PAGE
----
Liked by 1 person

  4. Oh god . And immediately we have a comments thread full of people thinking this is aimed at them personally .
    Guess what kiddoes, it is . Just not in the way you’d like it to be .
    Hey , I’ve spent the last few weeks calling out this new identifarian streak – on my timeline [and in the very large grouping admin ] – and can identify with every goddam word of this .
    Sage my love , I’m neck sore from nodding .

    Much love , Sinead XXXX

    Liked by 6 people

  5. “Purity politics” is usually code for “I’m not really interested in giving up creature comforts for a movement”. No disrespect to anyone who isn’t. I get it. But using those words to throw shade at women who *are* willing doesn’t allow for a continuing conversation about resistance and smacks of cool girl feminism. It creates an unnecessary divide; instead of talking about ways women actually can resist on a spectrum, it pits *them* against *us* even more than women who suggest that the unwillingness to commit to a truly radical idea undermines it.

    The fact that you have reduced the current conversation to a question whether its ok to be het tells me that either you are ok mischaracterizing events or you don’t understand the issues. It is not in line with radical feminism to seek to control and dominate other women, to shut out anyone who disagrees, to abuse women financially. That’s what started the current shitshow. Is it purity politics to reach peak (name withheld) and to say enough is enough when a woman purposely divides for literal years for her personal benefit? Minimizing women’s feelings about abusive behavior in our communities does every woman a disservice. We get enough of that (out there).

    Further, radical feminism in practice has particular characteristics. To say that a woman isn’t a radical feminist based on a severe lack of praxis and refusal to think deeply about/willingness to undermine resistance isn’t practicing identity politics. While we may actually agree on the general utility of such an argument, it is again, a reductionist position to claim that women who know praxis matters are adherents of identity politics.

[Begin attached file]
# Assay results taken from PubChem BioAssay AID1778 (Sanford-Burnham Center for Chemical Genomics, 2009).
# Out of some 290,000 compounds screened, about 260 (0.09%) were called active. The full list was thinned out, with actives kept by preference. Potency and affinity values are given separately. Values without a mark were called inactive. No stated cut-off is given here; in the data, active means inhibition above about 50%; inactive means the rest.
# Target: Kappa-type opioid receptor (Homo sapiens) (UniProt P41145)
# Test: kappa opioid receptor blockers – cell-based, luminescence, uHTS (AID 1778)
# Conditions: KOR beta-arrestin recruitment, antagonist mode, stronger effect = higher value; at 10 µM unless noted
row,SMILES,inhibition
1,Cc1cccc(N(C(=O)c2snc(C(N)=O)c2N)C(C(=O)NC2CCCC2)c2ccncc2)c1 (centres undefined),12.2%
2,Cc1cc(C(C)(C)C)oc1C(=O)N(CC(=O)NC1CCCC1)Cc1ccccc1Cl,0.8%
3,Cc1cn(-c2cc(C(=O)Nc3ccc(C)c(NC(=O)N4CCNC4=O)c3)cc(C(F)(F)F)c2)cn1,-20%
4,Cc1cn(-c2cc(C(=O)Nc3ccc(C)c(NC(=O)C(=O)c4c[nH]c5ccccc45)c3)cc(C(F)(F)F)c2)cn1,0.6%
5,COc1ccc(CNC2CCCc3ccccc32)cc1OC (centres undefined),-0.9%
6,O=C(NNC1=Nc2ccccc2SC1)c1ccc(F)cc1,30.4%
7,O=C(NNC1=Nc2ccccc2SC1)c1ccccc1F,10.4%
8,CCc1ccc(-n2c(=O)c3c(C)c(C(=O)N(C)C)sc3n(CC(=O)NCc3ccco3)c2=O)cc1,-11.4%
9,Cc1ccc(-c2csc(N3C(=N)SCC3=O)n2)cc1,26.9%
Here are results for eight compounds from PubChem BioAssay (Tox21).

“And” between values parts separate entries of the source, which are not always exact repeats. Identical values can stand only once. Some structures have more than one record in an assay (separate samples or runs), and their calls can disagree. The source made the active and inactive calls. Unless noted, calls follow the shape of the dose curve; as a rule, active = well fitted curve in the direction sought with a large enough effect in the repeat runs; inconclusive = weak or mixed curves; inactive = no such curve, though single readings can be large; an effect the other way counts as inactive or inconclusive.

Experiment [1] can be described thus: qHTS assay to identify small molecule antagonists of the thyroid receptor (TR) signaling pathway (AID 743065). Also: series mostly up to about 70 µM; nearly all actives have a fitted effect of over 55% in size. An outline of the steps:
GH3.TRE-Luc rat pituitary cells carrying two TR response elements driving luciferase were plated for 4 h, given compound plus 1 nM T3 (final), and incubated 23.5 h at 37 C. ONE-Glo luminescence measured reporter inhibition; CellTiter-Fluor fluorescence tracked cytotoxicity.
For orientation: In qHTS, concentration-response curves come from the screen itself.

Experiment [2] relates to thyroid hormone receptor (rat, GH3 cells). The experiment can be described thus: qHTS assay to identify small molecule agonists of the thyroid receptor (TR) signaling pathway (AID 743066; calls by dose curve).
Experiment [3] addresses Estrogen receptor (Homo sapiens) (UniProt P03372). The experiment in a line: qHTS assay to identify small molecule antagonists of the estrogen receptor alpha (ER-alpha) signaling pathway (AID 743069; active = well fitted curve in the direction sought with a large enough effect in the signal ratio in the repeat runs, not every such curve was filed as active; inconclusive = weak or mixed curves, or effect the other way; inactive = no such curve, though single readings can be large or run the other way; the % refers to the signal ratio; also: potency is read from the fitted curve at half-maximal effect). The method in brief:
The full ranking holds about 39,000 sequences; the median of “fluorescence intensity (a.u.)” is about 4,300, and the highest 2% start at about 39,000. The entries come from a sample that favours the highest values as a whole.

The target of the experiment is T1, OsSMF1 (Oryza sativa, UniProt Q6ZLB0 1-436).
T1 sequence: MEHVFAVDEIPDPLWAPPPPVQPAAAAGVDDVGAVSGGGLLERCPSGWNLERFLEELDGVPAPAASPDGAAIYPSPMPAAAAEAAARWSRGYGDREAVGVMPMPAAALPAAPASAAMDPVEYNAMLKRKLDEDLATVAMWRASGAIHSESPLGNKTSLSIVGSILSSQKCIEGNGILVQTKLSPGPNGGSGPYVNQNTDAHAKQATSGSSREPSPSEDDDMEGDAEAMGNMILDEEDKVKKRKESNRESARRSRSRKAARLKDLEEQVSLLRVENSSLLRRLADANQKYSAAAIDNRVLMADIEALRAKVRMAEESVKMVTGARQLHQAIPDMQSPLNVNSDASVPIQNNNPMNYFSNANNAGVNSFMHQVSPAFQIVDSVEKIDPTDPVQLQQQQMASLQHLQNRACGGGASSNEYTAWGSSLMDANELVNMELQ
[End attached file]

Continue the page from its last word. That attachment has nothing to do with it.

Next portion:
I did appreciate some of what you say in this piece, particularly about women in their own communities doing their best to disrupt patriarchy and allowing ourselves to feel hurt and move on. That’s a valuable discussion. I just don’t feel I can have it in good faith with the walls you have created with your language.

    Liked by 5 people

    • You talking to me? If so, I don’t particularly see any need to engage with you. You’re condescending and your writing is convoluted. Try talking to us plain folks, maybe you’ll get somewhere.

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    • I may not have been entirely accurate there, sorry. What you said was “Minimizing women’s feelings about abusive behavior in our communities does every woman a disservice. ” I am not minimizing anyone’s feelings about abusive behavior. There are some abusive women in our community and they cause real harm, which is something I have witnessed. I am actually speaking out against abuse here, not trying to minimize it. I think that was quite clear. It sounds like you’re reading something into my post that is not there.

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      • Do you keep your radar up for that list of behaviors when you reply to others or does it not apply to you? You seem particularly fond of.conversation stoppers.

        I wrote a detailed, specific response to your piece, based on actual words that I read. I feel you minimized the recent events by reducing the content of women’s arguments to whether or not it’s ok to be het. In doing so, you squarely place the blame on what you call purity politics and the women you think practice them vs on the agent of the abuse. Or maybe there is another internet fight I’m not aware of? I don’t think that is the case. I do think however that it is easy to consistently point fingers at women with particular sets of ideas rather than engage with said ideas. The fact that you liked Miep’s lazy, dismissive response tells me that this reductive finger pointing is what you intended. Who is practicing identity politics here? Who thinks they are the *right kind of feminist*?

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        • We could also ask, “Who’s being especially aggressive and hostile here?” You came in with all guns blazing and now you’re giving us shit for being defensive. Come on, woman. Tone it down.